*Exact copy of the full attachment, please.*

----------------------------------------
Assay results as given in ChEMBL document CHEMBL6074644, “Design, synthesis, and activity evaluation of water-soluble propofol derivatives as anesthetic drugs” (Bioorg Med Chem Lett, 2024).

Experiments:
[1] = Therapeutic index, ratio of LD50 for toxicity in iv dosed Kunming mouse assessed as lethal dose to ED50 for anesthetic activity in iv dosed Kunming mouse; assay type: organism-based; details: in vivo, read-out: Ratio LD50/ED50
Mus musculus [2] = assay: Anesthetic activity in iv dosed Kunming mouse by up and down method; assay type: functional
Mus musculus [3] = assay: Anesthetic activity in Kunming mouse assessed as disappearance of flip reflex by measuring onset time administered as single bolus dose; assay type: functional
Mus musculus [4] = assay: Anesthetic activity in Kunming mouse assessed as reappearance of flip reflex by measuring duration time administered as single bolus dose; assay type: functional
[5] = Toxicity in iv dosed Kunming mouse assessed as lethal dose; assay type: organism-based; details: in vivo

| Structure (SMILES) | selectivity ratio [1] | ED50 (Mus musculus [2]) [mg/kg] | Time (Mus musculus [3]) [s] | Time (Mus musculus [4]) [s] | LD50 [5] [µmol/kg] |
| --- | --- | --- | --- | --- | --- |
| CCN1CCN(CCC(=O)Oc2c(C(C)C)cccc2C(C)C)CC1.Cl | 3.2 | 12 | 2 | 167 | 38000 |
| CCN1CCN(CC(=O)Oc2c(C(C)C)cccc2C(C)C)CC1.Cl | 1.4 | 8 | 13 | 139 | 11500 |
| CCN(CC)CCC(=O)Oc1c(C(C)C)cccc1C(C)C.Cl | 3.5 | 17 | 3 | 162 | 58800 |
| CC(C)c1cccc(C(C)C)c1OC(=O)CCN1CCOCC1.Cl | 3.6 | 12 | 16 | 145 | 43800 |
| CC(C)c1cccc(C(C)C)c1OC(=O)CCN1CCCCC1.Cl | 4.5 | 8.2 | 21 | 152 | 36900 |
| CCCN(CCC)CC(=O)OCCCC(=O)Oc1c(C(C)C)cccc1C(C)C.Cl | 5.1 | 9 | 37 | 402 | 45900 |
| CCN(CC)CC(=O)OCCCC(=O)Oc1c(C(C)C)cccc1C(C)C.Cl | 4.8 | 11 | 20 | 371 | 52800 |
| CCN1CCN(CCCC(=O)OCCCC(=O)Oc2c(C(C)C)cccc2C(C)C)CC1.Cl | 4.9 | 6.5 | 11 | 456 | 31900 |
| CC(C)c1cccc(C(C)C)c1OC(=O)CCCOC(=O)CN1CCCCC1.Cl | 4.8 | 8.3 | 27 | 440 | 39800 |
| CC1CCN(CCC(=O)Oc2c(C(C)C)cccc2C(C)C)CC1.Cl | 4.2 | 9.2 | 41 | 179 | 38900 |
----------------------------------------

Assay results as given in ChEMBL document CHEMBL6074644, “Design, synthesis, and activity evaluation of water-soluble propofol derivatives as anesthetic drugs” (Bioorg Med Chem Lett, 2024).

Experiments:
[1] = Therapeutic index, ratio of LD50 for toxicity in iv dosed Kunming mouse assessed as lethal dose to ED50 for anesthetic activity in iv dosed Kunming mouse; assay type: organism-based; details: in vivo, read-out: Ratio LD50/ED50
Mus musculus [2] = assay: Anesthetic activity in iv dosed Kunming mouse by up and down method; assay type: functional
Mus musculus [3] = assay: Anesthetic activity in Kunming mouse assessed as disappearance of flip reflex by measuring onset time administered as single bolus dose; assay type: functional
Mus musculus [4] = assay: Anesthetic activity in Kunming mouse assessed as reappearance of flip reflex by measuring duration time administered as single bolus dose; assay type: functional
[5] = Toxicity in iv dosed Kunming mouse assessed as lethal dose; assay type: organism-based; details: in vivo

| Structure (SMILES) | selectivity ratio [1] | ED50 (Mus musculus [2]) [mg/kg] | Time (Mus musculus [3]) [s] | Time (Mus musculus [4]) [s] | LD50 [5] [µmol/kg] |
| --- | --- | --- | --- | --- | --- |
| CCN1CCN(CCC(=O)Oc2c(C(C)C)cccc2C(C)C)CC1.Cl | 3.2 | 12 | 2 | 167 | 38000 |
| CCN1CCN(CC(=O)Oc2c(C(C)C)cccc2C(C)C)CC1.Cl | 1.4 | 8 | 13 | 139 | 11500 |
| CCN(CC)CCC(=O)Oc1c(C(C)C)cccc1C(C)C.Cl | 3.5 | 17 | 3 | 162 | 58800 |
| CC(C)c1cccc(C(C)C)c1OC(=O)CCN1CCOCC1.Cl | 3.6 | 12 | 16 | 145 | 43800 |
| CC(C)c1cccc(C(C)C)c1OC(=O)CCN1CCCCC1.Cl | 4.5 | 8.2 | 21 | 152 | 36900 |
| CCCN(CCC)CC(=O)OCCCC(=O)Oc1c(C(C)C)cccc1C(C)C.Cl | 5.1 | 9 | 37 | 402 | 45900 |
| CCN(CC)CC(=O)OCCCC(=O)Oc1c(C(C)C)cccc1C(C)C.Cl | 4.8 | 11 | 20 | 371 | 52800 |
| CCN1CCN(CCCC(=O)OCCCC(=O)Oc2c(C(C)C)cccc2C(C)C)CC1.Cl | 4.9 | 6.5 | 11 | 456 | 31900 |
| CC(C)c1cccc(C(C)C)c1OC(=O)CCCOC(=O)CN1CCCCC1.Cl | 4.8 | 8.3 | 27 | 440 | 39800 |
| CC1CCN(CCC(=O)Oc2c(C(C)C)cccc2C(C)C)CC1.Cl | 4.2 | 9.2 | 41 | 179 | 38900 |